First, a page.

geoCVD Covers a Lot of Ground

The contingent of AAPG participants gathers during Geosciences Congressional Visits Day in Washington, D.C.
The contingent of AAPG participants gathers during Geosciences Congressional Visits Day in Washington, D.C.
Consider, after all, the millions of miles both candidates and supporters walk during the course of a campaign. On this journey they reach out to people, listen to them, try to understand their problems and perspectives and then tell them how they would respond if elected to office. It’s an educational process that goes both ways.

Nearly 20 AAPG members had a similar experience during the first-ever Geosciences Congressional Visits Day (geoCVD), held Sept. 8-10. The Geosciences Working Group, led by the American Geological Institute and composed of its member societies with offices in Washington, D.C., began planning this event in early 2008. Our goal was to create an event that educated lawmakers and staff of the importance of geosciences in every day life.

The response was tremendous, with more than 60 geoscientists flying in from around the country.

For AAPG members the event began on Monday afternoon (Sept. 8), with a kick-off briefing led by Deborah Sacrey, chair of the Washington Advocacy Group, a subcommittee of the DPA Government Affairs Committee. At the briefing we focused on the key issues we would discuss with policymakers in the context of the current energy situation: access to federal lands for exploration and production, and increased federal oil and gas R&D.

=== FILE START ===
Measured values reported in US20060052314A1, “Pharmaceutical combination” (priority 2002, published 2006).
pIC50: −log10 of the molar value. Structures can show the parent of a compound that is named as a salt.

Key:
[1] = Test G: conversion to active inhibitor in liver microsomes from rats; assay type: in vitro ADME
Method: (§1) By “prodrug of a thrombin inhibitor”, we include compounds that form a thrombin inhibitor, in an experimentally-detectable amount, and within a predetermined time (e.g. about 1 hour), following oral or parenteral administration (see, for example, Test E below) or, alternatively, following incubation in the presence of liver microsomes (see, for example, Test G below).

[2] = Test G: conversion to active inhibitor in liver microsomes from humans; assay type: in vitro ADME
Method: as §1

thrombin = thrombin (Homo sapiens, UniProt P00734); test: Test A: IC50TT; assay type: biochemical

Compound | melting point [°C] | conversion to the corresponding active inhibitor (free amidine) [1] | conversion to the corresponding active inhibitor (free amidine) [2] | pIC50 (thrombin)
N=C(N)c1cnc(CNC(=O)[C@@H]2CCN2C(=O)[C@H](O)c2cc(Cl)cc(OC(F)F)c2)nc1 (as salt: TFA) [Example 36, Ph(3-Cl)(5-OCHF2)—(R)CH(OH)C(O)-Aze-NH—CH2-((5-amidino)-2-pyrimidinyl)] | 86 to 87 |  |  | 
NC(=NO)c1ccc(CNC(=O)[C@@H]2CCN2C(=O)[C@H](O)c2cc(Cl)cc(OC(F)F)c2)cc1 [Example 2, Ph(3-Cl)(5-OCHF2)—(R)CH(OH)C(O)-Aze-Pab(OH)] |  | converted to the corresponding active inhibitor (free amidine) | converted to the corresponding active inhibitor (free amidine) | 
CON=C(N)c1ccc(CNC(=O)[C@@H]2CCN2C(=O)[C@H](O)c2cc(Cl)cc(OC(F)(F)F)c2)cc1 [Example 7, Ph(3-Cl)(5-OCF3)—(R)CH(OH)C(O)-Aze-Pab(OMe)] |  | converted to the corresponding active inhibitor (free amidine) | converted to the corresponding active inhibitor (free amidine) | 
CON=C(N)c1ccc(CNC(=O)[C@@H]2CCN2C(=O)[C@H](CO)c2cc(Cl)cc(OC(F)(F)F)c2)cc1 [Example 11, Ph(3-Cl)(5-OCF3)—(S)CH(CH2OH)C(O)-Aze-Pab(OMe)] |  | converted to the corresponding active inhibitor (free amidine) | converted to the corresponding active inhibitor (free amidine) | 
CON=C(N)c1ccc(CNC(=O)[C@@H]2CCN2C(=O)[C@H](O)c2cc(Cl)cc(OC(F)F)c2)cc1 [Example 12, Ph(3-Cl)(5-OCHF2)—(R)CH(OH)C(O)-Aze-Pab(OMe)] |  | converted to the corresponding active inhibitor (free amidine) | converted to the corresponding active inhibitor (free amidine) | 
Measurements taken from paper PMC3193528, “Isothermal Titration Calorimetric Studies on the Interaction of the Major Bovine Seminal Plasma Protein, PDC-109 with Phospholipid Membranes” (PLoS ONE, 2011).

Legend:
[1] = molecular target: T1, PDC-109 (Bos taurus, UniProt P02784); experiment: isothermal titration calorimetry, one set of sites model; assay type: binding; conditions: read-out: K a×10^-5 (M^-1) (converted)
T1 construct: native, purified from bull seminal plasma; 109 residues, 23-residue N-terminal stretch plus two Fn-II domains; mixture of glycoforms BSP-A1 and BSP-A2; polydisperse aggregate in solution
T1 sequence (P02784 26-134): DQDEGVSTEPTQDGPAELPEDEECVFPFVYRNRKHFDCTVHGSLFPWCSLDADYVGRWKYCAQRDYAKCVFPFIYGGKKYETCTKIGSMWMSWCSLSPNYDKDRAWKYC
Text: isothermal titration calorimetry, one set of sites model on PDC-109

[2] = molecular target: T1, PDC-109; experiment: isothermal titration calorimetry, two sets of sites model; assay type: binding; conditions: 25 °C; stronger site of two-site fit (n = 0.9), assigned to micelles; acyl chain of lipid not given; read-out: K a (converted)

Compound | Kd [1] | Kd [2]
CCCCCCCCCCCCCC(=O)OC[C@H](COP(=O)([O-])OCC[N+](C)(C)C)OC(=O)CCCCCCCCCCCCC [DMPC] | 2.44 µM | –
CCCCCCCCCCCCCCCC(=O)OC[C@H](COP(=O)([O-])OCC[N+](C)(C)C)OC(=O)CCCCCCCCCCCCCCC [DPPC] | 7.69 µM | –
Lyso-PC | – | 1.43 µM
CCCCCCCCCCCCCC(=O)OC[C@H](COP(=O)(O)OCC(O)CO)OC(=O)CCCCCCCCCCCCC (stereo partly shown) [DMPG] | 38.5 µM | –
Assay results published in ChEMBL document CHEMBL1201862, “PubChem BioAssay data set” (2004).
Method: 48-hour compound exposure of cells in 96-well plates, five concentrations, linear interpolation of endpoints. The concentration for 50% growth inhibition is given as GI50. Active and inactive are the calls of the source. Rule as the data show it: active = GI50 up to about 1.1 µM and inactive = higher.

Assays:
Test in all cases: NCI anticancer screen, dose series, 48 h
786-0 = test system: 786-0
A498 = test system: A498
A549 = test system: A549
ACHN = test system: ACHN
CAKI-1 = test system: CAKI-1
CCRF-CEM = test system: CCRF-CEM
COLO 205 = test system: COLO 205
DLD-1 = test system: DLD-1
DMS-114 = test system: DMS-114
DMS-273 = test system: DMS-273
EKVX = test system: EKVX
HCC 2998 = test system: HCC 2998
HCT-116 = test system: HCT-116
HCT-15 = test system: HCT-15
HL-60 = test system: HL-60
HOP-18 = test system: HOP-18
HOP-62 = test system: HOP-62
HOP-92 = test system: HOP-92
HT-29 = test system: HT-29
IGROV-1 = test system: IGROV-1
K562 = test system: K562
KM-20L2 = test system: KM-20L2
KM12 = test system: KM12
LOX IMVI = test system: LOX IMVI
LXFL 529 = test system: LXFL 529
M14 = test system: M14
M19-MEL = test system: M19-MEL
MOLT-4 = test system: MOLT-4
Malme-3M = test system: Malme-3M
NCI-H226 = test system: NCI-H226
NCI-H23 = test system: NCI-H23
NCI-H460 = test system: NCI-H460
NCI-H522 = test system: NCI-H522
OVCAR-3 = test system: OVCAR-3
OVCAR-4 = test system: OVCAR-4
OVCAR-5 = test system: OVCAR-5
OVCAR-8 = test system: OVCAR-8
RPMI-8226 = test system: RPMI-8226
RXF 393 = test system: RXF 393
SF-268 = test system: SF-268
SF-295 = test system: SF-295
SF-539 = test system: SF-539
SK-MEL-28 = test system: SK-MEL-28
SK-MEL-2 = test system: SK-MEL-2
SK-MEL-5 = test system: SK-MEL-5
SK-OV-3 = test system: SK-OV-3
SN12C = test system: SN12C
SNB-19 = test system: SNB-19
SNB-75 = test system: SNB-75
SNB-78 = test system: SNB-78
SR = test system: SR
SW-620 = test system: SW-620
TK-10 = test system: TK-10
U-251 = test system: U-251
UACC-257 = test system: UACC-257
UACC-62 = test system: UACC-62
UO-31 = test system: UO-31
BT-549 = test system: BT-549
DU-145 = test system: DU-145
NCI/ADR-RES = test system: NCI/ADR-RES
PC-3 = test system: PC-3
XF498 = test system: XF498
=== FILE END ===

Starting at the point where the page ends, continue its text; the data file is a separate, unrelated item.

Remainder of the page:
AAPG has long-maintained the importance of responsibly developing the nation’s oil and gas resources on behalf of its citizens. Similarly, AAPG has a long history of supporting federal R&D. In fact, AAPG President Scott Tinker recently communicated with policymakers the need for a dramatic increase in federal oil and gas R&D spending, both for new technologies – especially for unconventional resources – and to rejuvenate the nation’s universities and colleges that are training the next-generation work force.

On Tuesday morning, the AAPG group met with the Department of Energy fossil energy program and staff from the House Energy and Minerals Subcommittee. That afternoon we traveled to the American Geophysical Union headquarters to meet with the other societies and prepare for our Hill visits on Wednesday.


Wednesday morning we headed to Capitol Hill, where each participant had a scheduled meeting with their representatives and/or staff.

We had a receptive audience – lawmakers and staff had just returned from the five-week August recess, where they had spent a lot of time at home talking to constituents, and energy was at the forefront of everyone’s mind.

The purpose of these meetings was to talk about access and R&D, but also to listen and answer questions. Our goal was to build relationships with policy makers and their staff to become trusted sources of information, not just through GEO-DC, but also as individual citizens.

The diverse expertise and experience of our group represents a significant brain-trust: